The research team, led by Dr Jason West at the University of North Carolina, used the latest data on the health impacts of fine particle and ozone pollution to model two scenarios: one with strong global action to limit greenhouse gas concentrations to 525ppm by 2100, and one with no climate action. The climate action scenario entailed a shift away from using fossil fuels, which are the main source of air pollution, by cutting energy demand and switching to nuclear and renewable energy (mainly wind) and biofuels.

They found that the scenario with strong climate action led to half a million fewer premature deaths from air pollution globally every year by 2030, rising to 1.3 million in 2050 and over 2 million by 2100. The model included the impacts of fine particles on lung cancer and cardiopulmonary disease, and the effect of ozone on respiratory problems.

The health benefits are worth between $50 and $380 for every ton of carbon dioxide removed – which is more than the cost of cutting carbon emissions in 2030 and 2050, and within the lower part of the range of cost estimates in 2100.

The health benefits were strongest in the densely populated regions of East and South Asia, North America and Europe, especially in highly polluted parts of Asia. In 2030, two thirds of the global benefits occurred in China, and in East Asia the benefits were 10 to 70 times greater than the costs of cutting greenhouse gas emissions.

By linking a model of the global atmosphere with a model of energy economics, the team were able to account for a number of factors not included in earlier assessments. They included the effect of long range transport of pollution, the growth in ozone pollution due to methane emissions and the impact of climate change itself on air pollution (such as increased ozone production in hotter, sunnier conditions). They also used a higher monetary value for the loss of a human life in future years, as a result of economic growth, and took account of increasing population and susceptibility to pollution. Together with the use of updated values for the health impacts of air pollution, this resulted in higher estimates of co-benefits than those produced by previous studies.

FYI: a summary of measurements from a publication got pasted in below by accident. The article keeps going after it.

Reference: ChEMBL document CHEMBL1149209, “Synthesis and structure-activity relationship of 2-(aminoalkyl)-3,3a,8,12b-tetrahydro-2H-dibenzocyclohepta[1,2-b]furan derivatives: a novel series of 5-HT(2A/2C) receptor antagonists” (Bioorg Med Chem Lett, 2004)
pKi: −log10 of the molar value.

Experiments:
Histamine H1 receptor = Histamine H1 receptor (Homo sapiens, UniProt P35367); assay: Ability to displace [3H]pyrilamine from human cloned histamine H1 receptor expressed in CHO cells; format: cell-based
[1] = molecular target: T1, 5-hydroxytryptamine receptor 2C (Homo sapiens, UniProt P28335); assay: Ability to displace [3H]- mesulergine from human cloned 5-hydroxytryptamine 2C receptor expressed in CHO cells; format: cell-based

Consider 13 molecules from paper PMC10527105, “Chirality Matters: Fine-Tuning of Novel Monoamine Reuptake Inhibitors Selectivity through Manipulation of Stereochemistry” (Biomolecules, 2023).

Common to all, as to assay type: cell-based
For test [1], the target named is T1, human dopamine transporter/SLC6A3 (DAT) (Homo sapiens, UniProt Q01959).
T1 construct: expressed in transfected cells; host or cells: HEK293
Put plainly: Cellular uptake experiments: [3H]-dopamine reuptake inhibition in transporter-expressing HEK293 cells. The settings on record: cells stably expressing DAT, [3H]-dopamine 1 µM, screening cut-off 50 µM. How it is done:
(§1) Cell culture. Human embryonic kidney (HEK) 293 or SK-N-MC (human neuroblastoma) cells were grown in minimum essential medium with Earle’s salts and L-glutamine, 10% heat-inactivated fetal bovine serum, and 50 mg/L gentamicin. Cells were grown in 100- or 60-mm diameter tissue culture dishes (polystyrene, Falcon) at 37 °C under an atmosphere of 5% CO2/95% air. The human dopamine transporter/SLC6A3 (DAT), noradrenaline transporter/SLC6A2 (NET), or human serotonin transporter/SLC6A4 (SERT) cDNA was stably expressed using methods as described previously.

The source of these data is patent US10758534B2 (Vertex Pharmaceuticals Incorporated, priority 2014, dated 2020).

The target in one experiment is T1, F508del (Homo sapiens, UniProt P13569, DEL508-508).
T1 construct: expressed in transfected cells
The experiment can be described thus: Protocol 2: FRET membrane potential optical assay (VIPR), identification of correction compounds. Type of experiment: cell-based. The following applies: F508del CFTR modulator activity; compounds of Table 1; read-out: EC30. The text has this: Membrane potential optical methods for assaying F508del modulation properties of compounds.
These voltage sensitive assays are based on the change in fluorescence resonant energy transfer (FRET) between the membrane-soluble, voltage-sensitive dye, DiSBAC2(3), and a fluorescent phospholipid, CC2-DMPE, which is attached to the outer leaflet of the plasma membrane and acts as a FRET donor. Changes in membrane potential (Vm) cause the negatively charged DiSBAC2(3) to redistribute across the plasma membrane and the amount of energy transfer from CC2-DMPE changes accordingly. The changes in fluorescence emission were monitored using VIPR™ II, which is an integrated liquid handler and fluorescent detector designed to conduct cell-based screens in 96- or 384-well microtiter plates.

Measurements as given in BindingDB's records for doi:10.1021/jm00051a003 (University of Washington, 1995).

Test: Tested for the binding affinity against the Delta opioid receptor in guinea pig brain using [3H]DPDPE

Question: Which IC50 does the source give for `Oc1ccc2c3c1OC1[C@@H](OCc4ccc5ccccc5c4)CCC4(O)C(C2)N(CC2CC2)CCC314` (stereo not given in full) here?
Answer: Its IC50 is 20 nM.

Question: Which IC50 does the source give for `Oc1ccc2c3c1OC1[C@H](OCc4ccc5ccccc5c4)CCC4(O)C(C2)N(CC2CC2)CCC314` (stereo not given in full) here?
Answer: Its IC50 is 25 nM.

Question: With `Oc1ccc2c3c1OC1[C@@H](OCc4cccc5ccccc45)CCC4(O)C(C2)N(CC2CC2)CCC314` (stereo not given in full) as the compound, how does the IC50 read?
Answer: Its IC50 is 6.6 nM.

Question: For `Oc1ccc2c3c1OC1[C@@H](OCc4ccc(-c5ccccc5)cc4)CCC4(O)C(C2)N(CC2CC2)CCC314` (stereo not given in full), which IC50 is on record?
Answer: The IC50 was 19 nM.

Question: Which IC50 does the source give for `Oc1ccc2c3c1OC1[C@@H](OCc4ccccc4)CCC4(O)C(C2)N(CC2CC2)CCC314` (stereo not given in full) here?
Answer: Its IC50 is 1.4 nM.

However, the study did not include the health benefits for children and adults under the age of 30, the benefit of avoided illness (rather than premature death) due to air pollution, or the effect of climate policy on indoor air pollution from stoves in developing countries. Inclusion of these effects could result in even higher estimates of the benefits of climate policy for human health.

Co-benefits of mitigating global greenhouse gas emissions for future air quality and human health (2013) J. Jason West, Steven J. Smith, Raquel A. Silva, et al., Nature Climate Change 3, 885–889 doi:10.1038/nclimate2009

 

solar_panel_de_small

Climate policy has ‘enormous’ synergies with energy security and air quality

New study shows savings of $100-600 billion a year in air quality control and energy security costs
Tough climate policy can set us on the path to energy sustainability, by cutting air pollution and improving energy security, a new study concludes.

Researchers at the International Institute for Applied Systems Analysis (IIASA) in Austria modelled hundreds of different energy policy scenarios. They found that the scenarios with stringent climate policy produced huge benefits for health and energy security, with big cost savings compared to the other scenarios.

Decarbonising the energy system would cut pollution by fine particles and ozone, saving 23 million disability-adjusted life-years worldwide by 2030, compared to a baseline scenario in which all currently planned air quality legislation was enacted. At the same time, energy efficiency improvements and a shift to low-carbon energy (including locally produced renewable energy) would strengthen the energy security of individual countries and regions, by increasing the diversity of the energy mix and reducing dependence on imported fossil fuels.

The cost savings are potentially huge: $100-600 billion annually by 2030 in avoided expenditure on air quality control and energy security, which is 0.1-0.7% of global GDP. This would substantially offset the costs of investing in efficient and low-carbon technologies, estimated as up to 1.5% of global GDP. There would be further benefits from avoided health care costs and avoided climate adaptation costs, which were not included in the analysis.

The paper concludes that “the common practice of focusing on single issues ignores potentially enormous synergies”, highlighting the need for more holistic policy approaches.

Climate policies can help resolve energy security and air pollution challenge, McCollum, David L., Volker Krey, Keywan Riahi, Peter Kolp, Arnulf Grubler, Marek Makowski and Nebojsa Nakicenovic. Climatic Change 119: 479-494. July 2013.